Nested ANOVA calculations begin with the sum of squared deviations (SS) to partition the variance among the factors, exactly as in regular ANOVA. For example, the first blue arrow in Figure 3a represents the difference between the averages of all points from mouse B4 (X14..) and all points from the control (X1...). Factor C has the largest deviations (Fig. 3b) because it was modeled to be the largest source of noise (σC2 = 2). The distinction between regular and nested ANOVA is how the mean squares (MS) enter into the calculation of the F-ratio for each factor. The F-ratio is a ratio of MS values, and the denominator corresponds to the MS of the next nested factor (for example, MSB/MSC) and not MSE (see Supplementary Table 1 for nested ANOVA formulas and calculated values; see Supplementary Table 2 for expected values of MS). The Ft-est uses the ratio of between-group sample variance (estimate of population variance from sample means) and within-group variance (estimate of population variance from sample variances) to test whether group means differ (for fixed factors). In the case of random factors, the interpretation is whether the factor contributes noise in addition to the noise due to the factor nested within it (for example, is there more mouse-to-mouse variability than would be expected from cell-to-cell variability?).

At the bottom of the nested hierarchy (n = 3 technical replicates per cell), we find MSE = 0.55, which is an estimate of σε2 = 0.5 in our simulation. We find statistically significant (at α = 0.05) contributions to noise from both mice (factor B) and cells (factor C) with estimated variance contributions of 0.84 and 2.1, respectively, which matches our inputs σB2 = 1 and σC2 = 2. Because the top-layer factor is fixed and not considered a source of noise, its variance component is not a useful quantity—of interest is its effect on the mean. Unfortunately, we were unable to detect a difference in means for A (P = 0.25) because of poor power due to our allocation of replicates. It is useful to relate the F-test for factor A to a two-sample t-test to understand the statistical quantities involved and calculate power.

The F-test for the top-layer factor A (F = MSA/MSB) tests the difference between the variances of treatment and mouse means. Any treatment effect on the mean will show up as additional variance, which we stand a chance to detect. Because we have only two levels of factor A, the F-test, which has degrees of freedom (d.f.) of a – 1 = 1 and a(b – 1) = 8, is equivalent to the two-sample t-test for samples of size b, 2(b – 1) d.f. and with t = √F. This t-test is applied to the control and treatment samples formed using b = 5 averages Xij.. (Fig. 3a) whose expected variance is E[Var(Xij..)] = σB2 + σC2/c + σε2/(cn) = 1.43 (ref. 1). This quantity is estimated by MSB/(cn) = 1.28, which is exactly the average variance of the two sample variances 1.73 and 0.83 (Supplementary Table 3). These samples yield the control and treatment means of 10.1 and 11.0 (Xi...; Fig. 3a) and a t-statistic of 0.9/√(2MSB/(bcn)) = 1.24, which yields the same P value of 0.25 as from the F-test.

We can now calculate the t-test power for our scenario. For a difference in means of d = 1, the power using samples of size b = 5 is 0.21, using the expected variance 1.43. In practice, we might run a trial experiment to determine this value using MSB/(cn). Clearly, our initial choice of b, c and n was an inadequate design—we should aim for a power of at least 0.8. If variance is kept at 1.43 (c = 5, n = 5), this power can be achieved for a sample size b = 24. With 24 mice, the expected variance of the average across mice would be E[Var(Xi...)] = 1.43/24. Dividing this into the total variance due to replication (σB2 + σC2 + se2 = 3.5), we can calculate the effective sample size, 57 (ref. 1). As we've previously seen, this can be achieved with the fewest number of measurements if we have b = 57 mice and c = n = 1. If we assume the cost of mice, cells and technical replicates to be 100, 10 and 1, respectively, these designs would cost 3,960 (b = 24, c = 5, n = 3) and 6,327 (b = 57, c = 1, n = 1). Let's see if we can use fewer mice and increase replication to obtain the same power at a lower cost.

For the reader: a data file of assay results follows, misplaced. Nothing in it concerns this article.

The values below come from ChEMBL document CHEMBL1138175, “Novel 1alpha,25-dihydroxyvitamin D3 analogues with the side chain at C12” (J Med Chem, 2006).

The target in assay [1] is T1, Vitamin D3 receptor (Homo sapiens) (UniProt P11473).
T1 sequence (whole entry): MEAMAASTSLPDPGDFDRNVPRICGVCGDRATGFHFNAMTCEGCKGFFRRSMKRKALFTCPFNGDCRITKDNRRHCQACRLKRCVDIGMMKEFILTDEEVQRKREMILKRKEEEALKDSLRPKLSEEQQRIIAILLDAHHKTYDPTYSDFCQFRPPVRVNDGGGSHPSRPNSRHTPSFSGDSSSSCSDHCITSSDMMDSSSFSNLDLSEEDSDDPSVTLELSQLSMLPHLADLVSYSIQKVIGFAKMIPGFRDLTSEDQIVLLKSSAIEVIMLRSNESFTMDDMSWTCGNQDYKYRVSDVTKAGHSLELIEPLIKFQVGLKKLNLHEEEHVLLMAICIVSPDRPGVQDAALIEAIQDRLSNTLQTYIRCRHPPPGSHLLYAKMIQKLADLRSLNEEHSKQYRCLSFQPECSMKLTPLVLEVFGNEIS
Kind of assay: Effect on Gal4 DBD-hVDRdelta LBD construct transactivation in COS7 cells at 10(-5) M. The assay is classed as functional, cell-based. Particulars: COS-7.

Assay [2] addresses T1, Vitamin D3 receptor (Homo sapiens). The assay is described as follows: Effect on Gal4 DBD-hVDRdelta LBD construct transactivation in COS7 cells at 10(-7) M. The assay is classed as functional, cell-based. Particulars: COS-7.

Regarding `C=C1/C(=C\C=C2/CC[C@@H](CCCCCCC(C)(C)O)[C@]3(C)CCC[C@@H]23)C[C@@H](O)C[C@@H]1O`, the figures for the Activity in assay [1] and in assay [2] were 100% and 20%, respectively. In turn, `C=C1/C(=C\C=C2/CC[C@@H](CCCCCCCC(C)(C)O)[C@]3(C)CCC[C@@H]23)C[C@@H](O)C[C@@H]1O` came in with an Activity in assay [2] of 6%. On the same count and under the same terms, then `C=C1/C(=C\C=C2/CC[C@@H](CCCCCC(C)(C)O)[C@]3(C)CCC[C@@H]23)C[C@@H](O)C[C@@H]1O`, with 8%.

The nested analysis provides a general framework for these cost and power calculations. The optimum number of replicates at each level can be calculated on the basis of the cost of replication and the variance at the level of the factor. We want to minimize Var(Xi...) = σB2/b + σC2/(bc)+ σε2/(bcn) within the cost constraint K = bCB + bcCD + bcnCD (CX is cost per replicate at factor X) with the goal of finding values of b, c and n that provide the largest decrease in the variance per unit cost. The optimum number of technical replicates is n2 = CC/CD × σε2C2. In other words, subreplicates are preferred to replicates when they are cheaper and their factor is a source of greater noise. With the costs as given above (CC/CN = 10) we find n2 = 10 × 0.5/2 = 2.5 and n = 2. We can apply the same equation for the number of cells, c2 = CB/CC × σC2B2, where CB is the cost of a mouse. Using the same tenfold cost ratio, c2 = 10 × 2/1 = 20 and c = 5. For c = 5 and n = 2, Var(Xij..) is 1.45, and we would reach a power of 0.8 if we had b = 24 mice. This experiment is slightly cheaper than the one with n = 3 (3,840 vs. 3,960).

Two components affect power in detecting differences in means. Subreplication at the cell and technical layer helps increase power by decreasing the variance of mouse averages, Var(Xij..), used for t-test samples. The number of mice also increases power because it decreases the standard error of Xij.. (the precision of mouse averages) because sample size is increased. To obtain the largest power to detect a treatment effect with the fewest number of measurements, it is always best to pick as many mice as possible: effective sample size is largest and variance of sample averages is lowest.

The number of replicates also affects our ability to detect the noise contribution from each random factor. If detecting and estimating variability in mice and cells is of interest, we should aim to increase the power of the associated F-tests (Supplementary Table 1). For example, under the alternative hypothesis of a nonzero contribution of cells to noise (σC2), the F-statistic will be distributed as a multiple of the null hypothesis F-statistic, Fu,v × (nσC2 + σε2)/σε2. The multiplication factor is the ratio of expected MS values (Supplementary Table 2). For our simulation values, the multiple is 13 and the d.f. are u = 40 and v = 100. The critical F-value is 1.52, and our power is the P value for 1.52/13, which is essentially 1 (this is why the P value for factor C in Fig. 2b is very low). For level B we have u = 8, v = 40, a multiple of 3.3 (21.5/6.5) and a power of 0.72. The power of our design to detect noise within mice and cells was much higher than that for detecting an effect of the treatment on the means.

Nested designs are useful for understanding sources of variability in the hierarchy of the subsamples and can reduce the cost of the experiment when costs vary across the hierarchy. Statistical conclusions can be made only about the layers actually replicated—technical replication cannot replace biological replication for biological inference.